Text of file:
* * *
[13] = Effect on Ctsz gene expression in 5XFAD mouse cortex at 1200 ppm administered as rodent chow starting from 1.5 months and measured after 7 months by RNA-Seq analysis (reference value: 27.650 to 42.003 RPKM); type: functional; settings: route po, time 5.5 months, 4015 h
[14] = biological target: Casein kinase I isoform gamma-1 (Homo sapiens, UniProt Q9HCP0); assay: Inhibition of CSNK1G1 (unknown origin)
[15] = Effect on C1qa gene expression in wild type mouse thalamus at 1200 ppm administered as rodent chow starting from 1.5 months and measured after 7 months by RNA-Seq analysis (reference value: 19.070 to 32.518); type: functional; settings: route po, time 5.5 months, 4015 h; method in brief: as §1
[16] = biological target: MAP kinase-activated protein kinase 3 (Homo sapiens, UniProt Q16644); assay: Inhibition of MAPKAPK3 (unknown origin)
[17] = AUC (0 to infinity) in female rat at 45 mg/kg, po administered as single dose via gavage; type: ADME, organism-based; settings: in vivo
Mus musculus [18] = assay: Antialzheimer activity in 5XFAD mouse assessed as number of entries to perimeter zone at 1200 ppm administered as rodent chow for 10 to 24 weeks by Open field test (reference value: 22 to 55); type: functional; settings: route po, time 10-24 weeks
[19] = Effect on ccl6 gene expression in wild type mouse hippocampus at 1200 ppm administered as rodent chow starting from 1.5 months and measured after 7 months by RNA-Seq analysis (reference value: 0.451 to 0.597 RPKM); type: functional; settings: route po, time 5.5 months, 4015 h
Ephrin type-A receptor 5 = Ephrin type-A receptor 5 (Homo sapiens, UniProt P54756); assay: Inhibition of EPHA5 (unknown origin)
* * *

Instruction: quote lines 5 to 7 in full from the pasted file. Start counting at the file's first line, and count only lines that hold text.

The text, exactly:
[17] = AUC (0 to infinity) in female rat at 45 mg/kg, po administered as single dose via gavage; type: ADME, organism-based; settings: in vivo
Mus musculus [18] = assay: Antialzheimer activity in 5XFAD mouse assessed as number of entries to perimeter zone at 1200 ppm administered as rodent chow for 10 to 24 weeks by Open field test (reference value: 22 to 55); type: functional; settings: route po, time 10-24 weeks
[19] = Effect on ccl6 gene expression in wild type mouse hippocampus at 1200 ppm administered as rodent chow starting from 1.5 months and measured after 7 months by RNA-Seq analysis (reference value: 0.451 to 0.597 RPKM); type: functional; settings: route po, time 5.5 months, 4015 h